delivered the opinion of the court:
Defendant was convicted by a jury of possessing a controlled substance with intent to deliver. (Ill. Rev. Stat. 1987, ch. 56½, par. 1401(a)(2).) He was sentenced to six years in custody of the Department of Corrections.
On appeal defendant raises as issues whether (1) the stop, search and seizure involved in his arrest was constitutional; (2) his right to remain silent upon arrest was improperly considered by the jury; (3) prosecutorial argument deprived him of a fair trial; and (4) he was denied effective assistance of counsel. We affirm.
At trial, Chicago police officer Russ Willingham testified that on December 3, 1988, at about 12:45 a.m. he and his partner, Officer Kevin Gyrion, received a radio transmission of “[a] man shot at 43rd and Lamond.” As the officers approached the area, they observed a vehicle, without license plates, being driven at a fast speed from the area where the shooting reportedly had occurred. They activated their lights and attempted to pull the vehicle over. After pursuit of one block, they stopped the vehicle, which contained four people.
When the officers alighted from the squad car, Officer Willingham walked to the passenger side of the subject vehicle and Officer Gyrion went to the driver’s side. Willingham observed defendant, who was sitting on the rear passenger side, bend forward. As defendant exited the vehicle, he placed something into his right pocket. Defendant then attempted to walk away. Willingham stopped him and brought him back to the car. Willingham saw a large clear plastic bag containing money and a white substance protruding from defendant’s right coat pocket. After taking the bag, Willingham discovered inside individual *31packages of white powder, later found to be 37 in number, of which 36 contained cocaine, commingled in the larger bag with currency, later found to be $209 in small bills. Willingham also related that as Gyrion was searching the driver, the driver pushed Gyrion and fled.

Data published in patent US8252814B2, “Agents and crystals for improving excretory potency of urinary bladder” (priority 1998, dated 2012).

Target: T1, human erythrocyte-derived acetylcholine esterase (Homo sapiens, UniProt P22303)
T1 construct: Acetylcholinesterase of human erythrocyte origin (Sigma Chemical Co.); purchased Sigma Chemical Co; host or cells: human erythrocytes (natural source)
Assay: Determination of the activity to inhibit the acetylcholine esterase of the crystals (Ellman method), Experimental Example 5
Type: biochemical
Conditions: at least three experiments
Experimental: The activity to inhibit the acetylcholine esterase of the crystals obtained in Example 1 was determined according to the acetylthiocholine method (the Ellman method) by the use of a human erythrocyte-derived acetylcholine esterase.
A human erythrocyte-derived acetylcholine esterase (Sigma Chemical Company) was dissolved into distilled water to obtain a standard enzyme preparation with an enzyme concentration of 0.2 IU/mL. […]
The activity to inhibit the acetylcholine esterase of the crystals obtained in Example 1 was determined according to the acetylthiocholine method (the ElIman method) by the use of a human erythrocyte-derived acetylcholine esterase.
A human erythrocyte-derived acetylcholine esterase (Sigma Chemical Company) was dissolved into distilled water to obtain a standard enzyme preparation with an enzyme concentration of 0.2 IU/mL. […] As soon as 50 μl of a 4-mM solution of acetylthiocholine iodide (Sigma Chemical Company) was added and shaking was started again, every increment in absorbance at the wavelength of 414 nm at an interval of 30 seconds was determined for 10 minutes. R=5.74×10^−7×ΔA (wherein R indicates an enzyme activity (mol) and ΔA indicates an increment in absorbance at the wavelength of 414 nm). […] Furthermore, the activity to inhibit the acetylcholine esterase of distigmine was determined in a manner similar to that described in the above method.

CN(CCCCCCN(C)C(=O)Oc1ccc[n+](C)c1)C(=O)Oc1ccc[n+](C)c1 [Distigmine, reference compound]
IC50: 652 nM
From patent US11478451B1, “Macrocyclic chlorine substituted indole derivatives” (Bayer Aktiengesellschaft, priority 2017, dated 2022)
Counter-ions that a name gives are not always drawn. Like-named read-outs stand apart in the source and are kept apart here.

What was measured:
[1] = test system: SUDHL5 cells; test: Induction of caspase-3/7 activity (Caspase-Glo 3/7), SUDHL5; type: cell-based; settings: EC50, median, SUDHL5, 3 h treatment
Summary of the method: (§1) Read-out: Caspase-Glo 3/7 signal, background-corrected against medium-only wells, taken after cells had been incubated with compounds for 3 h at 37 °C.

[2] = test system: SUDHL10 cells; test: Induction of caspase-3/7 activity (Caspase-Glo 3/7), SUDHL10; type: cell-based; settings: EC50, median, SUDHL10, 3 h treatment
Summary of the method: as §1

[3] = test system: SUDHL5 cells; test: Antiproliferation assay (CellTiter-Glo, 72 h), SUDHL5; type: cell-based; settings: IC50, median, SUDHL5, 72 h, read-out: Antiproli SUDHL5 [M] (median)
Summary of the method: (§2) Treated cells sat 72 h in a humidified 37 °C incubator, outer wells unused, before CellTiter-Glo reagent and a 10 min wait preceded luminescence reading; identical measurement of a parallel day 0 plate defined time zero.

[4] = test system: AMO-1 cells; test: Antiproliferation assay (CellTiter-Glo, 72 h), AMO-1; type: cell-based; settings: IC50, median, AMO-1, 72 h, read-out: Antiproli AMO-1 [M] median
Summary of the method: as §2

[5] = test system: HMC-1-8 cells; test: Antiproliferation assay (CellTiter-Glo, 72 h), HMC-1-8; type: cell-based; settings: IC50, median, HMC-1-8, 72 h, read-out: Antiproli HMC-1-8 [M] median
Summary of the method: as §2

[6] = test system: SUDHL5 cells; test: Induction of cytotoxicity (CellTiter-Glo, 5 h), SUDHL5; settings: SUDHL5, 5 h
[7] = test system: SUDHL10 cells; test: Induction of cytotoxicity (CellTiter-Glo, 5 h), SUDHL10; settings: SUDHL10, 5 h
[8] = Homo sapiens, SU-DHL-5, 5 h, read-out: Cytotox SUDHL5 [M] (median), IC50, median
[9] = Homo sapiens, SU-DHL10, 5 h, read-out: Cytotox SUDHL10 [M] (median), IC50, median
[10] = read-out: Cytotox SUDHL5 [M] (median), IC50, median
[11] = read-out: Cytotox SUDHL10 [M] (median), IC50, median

During the course of their investigation, the officers found no connection between that car or its occupants and the radio shooting advisory. No weapons were recovered. Officer Willingham identified defendant in court.
Officer Gyrion’s testimony substantially tracked that of Officer Willingham, stating that the car carrying the four individuals was moving extremely fast for a residential street, and that the car would not pull over for one block after they activated the squad’s lights and siren. Once the driver exited the car, he conducted a pat-down search of the driver’s jacket and then his pants, looking for a gun or weapon. A huge bulge was found in the driver’s groin area. Gyrion unzipped the driver’s pants and noticed a clear plastic baggie containing a white powdery substance. The driver pushed Gyrion and ran. Gyrion did not chase the driver because he did not want to leave his partner with the remaining three people. When the car was stopped, Gyrion did not know whether the car was connected to the shooting. Gyrion identified defendant in court.
Chicago police department chemist Gwendolyn Brister testified as an expert in forensic chemistry. She analyzed the substances taken in the stop and search and determined that 36 of the 37 packages contained about 18 grams of cocaine. The State rested.